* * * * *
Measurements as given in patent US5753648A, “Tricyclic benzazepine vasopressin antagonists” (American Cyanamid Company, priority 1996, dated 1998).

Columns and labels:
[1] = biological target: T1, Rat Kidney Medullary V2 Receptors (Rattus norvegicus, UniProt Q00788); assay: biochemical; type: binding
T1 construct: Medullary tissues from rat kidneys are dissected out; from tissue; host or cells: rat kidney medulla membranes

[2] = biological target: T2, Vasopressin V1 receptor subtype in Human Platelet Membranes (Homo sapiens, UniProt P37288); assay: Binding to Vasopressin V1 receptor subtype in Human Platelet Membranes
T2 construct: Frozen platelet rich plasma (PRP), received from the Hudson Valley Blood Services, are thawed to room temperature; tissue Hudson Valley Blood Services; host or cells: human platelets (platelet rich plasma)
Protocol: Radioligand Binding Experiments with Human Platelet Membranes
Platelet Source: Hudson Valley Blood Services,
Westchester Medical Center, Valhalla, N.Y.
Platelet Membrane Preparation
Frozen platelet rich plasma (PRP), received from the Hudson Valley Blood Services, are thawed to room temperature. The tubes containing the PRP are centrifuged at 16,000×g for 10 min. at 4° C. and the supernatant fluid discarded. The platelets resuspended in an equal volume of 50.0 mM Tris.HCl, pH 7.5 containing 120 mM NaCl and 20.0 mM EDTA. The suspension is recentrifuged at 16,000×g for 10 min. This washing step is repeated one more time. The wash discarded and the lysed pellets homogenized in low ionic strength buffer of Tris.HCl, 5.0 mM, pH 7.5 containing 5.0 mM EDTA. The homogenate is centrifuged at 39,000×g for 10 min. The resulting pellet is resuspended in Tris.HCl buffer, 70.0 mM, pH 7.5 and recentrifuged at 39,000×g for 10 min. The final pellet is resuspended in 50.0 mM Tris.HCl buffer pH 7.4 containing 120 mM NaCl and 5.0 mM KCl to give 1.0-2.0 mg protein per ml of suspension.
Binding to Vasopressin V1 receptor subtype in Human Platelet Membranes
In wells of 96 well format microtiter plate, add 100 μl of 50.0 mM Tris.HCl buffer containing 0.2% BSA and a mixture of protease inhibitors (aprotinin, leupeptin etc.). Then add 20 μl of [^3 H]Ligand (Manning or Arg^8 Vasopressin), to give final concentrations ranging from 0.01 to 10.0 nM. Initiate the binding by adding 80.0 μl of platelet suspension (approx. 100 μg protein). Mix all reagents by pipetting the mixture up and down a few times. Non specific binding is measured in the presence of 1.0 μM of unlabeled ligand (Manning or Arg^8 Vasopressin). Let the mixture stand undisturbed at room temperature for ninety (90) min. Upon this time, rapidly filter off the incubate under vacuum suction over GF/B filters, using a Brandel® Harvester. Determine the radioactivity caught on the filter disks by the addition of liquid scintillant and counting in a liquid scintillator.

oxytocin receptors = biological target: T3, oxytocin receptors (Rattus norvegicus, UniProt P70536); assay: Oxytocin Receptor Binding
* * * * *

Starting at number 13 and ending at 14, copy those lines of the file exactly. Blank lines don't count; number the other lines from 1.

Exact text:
In wells of 96 well format microtiter plate, add 100 μl of 50.0 mM Tris.HCl buffer containing 0.2% BSA and a mixture of protease inhibitors (aprotinin, leupeptin etc.). Then add 20 μl of [^3 H]Ligand (Manning or Arg^8 Vasopressin), to give final concentrations ranging from 0.01 to 10.0 nM. Initiate the binding by adding 80.0 μl of platelet suspension (approx. 100 μg protein). Mix all reagents by pipetting the mixture up and down a few times. Non specific binding is measured in the presence of 1.0 μM of unlabeled ligand (Manning or Arg^8 Vasopressin). Let the mixture stand undisturbed at room temperature for ninety (90) min. Upon this time, rapidly filter off the incubate under vacuum suction over GF/B filters, using a Brandel® Harvester. Determine the radioactivity caught on the filter disks by the addition of liquid scintillant and counting in a liquid scintillator.

oxytocin receptors = biological target: T3, oxytocin receptors (Rattus norvegicus, UniProt P70536); assay: Oxytocin Receptor Binding